Joe and Terry Graedon have written more than 14 books, author a weekly syndicated newspaper column and host a radio show, but they still take their act and expertise out on the road when they can. That's how I was able to sit down with the lettered duo (Joe has a Ph.D. in pharmacology, Terry a doctorate in anthropological medicine) and chat about their latest title, The People's Pharmacy Quick and Handy Home Remedies: Q&As for Your Common Ailments (National Geographic Books, May 2011).
The Graedons may be doctors, but they're not medical doctors, and they're quite clear that no one should take any of the advice in their books as a reason to skip necessary visits to a physician. "Our philosophy is if it can't hurt and it might help and it's cheap, why not try it?" Terry said.
By "can't hurt" they mean the ingredient or remedy has no other dangerous properties if used as suggested; "might help" means they've tested it themselves or had copious anecdotal feedback; and "cheap" means readily available to any of their readers of listeners. I asked the Graedons to come up with a list of the top 10 substances to stock in your summer cupboard, pantry and medicine chest to soothe a passel of seasonal ills.
The popular mouthwash is recommended again and again to the Graedons and their listeners as a remedy for nail fungus. Joe says that it's the "inactives" in the rinse that do the trick, like eucalyptus oil. "The alcohol seems to make it easier for the antifungal ingredients to get into the nails."Milk of Magnesia:
For summer-strength B.O., the Graedons have a fix that's as cheap and easy as they come. "Just dab any kind of milk of magnesia under the arms and let it dry," says Terry. "It has no color or other odor, and it works as well as any deodorant. It's not an anti-perspirant, unfortunately."Fresh onion:
Joe says that a slice of onion seems to act as an anti-inflammatory for all manner of bug bites and stings. "Of course, meat tenderizer has the same results" he adds, "because of the papain. But if you haven't got any tenderizer handy, it's good to know about the onion effect."Soy sauce:
An army sergeant called in to say that after a training-accident burn, medics sprayed his hand with "a brown substance" before bandaging it. His hand healed very quickly, and when he asked what the medics had used, they said "Soy sauce. We learned that in Vietnam. Takes the pain away and heals it, too."Yellow mustard:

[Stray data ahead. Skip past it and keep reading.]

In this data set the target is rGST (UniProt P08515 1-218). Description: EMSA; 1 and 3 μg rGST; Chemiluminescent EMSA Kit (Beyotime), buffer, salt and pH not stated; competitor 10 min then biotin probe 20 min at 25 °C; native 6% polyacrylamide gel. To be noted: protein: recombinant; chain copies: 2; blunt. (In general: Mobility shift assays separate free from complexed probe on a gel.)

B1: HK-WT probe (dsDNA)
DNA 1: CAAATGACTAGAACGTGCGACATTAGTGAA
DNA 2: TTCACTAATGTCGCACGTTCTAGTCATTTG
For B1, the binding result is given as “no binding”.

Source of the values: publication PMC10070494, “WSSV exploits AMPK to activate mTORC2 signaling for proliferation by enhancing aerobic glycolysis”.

Depending on your pantry, you might choose to treat minor burns--"Not severe ones!" cautions Terry. "For those, go to the E.R."--with cold yellow mustard. Joe explains "We think it's the turmeric that does it. Researchers have discovered turmeric has remarkable regenerative properties."Coconut macaroons:
While there's no medical research to prove this, the Graedons believe that they've heard enough to suggest it: coconut in any form (originally Archway macaroons) seems to soothe severe digestive distress. "In 95 out of 100 cases, including people with Crohn's Disease, coconut stopped the diarrhea." Castor oil:
If you're still averse to this gloppy stuff because your grandmother "dosed" you with it, never fear: The Graedons just want to suggest you to try it to help get rid of minor surface bruise. "Just rub a bit of it on a knee or forearm," says Terry. "It really does the trick! But don't try swallowing it for that purpose."Black pepper:
Bruises often come with cuts and scrapes. The Graedons' surprising suggestion? Pour on the black pepper--lots of it, and very finely ground, preferably from a supermarket canister. Joe says it stops the bleeding, and that two other options are rubbed sage and cayenne pepper (it doesn't sting).Pickle juice:
Summer means sports, and sports often mean painful leg cramps. The Graedons pass on a time-honored tip from football coaches, who keep jars of pickle juice and offer a swig to any team member sidelined with calf pain. "This might be because of its fermented state," says Joe, "but we don't really know."Vitamin C:
Some people swear by megadoses of "C" for warding off sunburn. If you're not sure, try taking aspirin before a day at the beach. "But first, bring and apply your sunscreen!" says Terry. If, she says, you forget and wind up nursing a burn, apply lukewarm green tea to take the pain away.